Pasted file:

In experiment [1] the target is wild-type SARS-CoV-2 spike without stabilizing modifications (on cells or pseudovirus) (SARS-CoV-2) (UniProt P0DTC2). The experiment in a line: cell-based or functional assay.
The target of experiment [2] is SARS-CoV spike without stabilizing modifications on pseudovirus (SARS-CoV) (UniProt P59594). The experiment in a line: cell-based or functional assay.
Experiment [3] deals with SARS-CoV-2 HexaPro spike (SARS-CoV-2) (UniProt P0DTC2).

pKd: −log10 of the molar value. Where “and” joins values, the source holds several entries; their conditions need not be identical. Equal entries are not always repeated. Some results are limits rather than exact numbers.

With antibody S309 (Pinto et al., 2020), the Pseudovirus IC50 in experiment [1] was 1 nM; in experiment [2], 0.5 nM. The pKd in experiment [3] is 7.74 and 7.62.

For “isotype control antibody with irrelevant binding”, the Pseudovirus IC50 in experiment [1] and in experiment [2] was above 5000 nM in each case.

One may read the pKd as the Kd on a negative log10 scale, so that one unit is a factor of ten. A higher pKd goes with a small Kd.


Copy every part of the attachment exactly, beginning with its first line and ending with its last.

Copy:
In experiment [1] the target is wild-type SARS-CoV-2 spike without stabilizing modifications (on cells or pseudovirus) (SARS-CoV-2) (UniProt P0DTC2). The experiment in a line: cell-based or functional assay.
The target of experiment [2] is SARS-CoV spike without stabilizing modifications on pseudovirus (SARS-CoV) (UniProt P59594). The experiment in a line: cell-based or functional assay.
Experiment [3] deals with SARS-CoV-2 HexaPro spike (SARS-CoV-2) (UniProt P0DTC2).

pKd: −log10 of the molar value. Where “and” joins values, the source holds several entries; their conditions need not be identical. Equal entries are not always repeated. Some results are limits rather than exact numbers.

With antibody S309 (Pinto et al., 2020), the Pseudovirus IC50 in experiment [1] was 1 nM; in experiment [2], 0.5 nM. The pKd in experiment [3] is 7.74 and 7.62.

For “isotype control antibody with irrelevant binding”, the Pseudovirus IC50 in experiment [1] and in experiment [2] was above 5000 nM in each case.

One may read the pKd as the Kd on a negative log10 scale, so that one unit is a factor of ten. A higher pKd goes with a small Kd.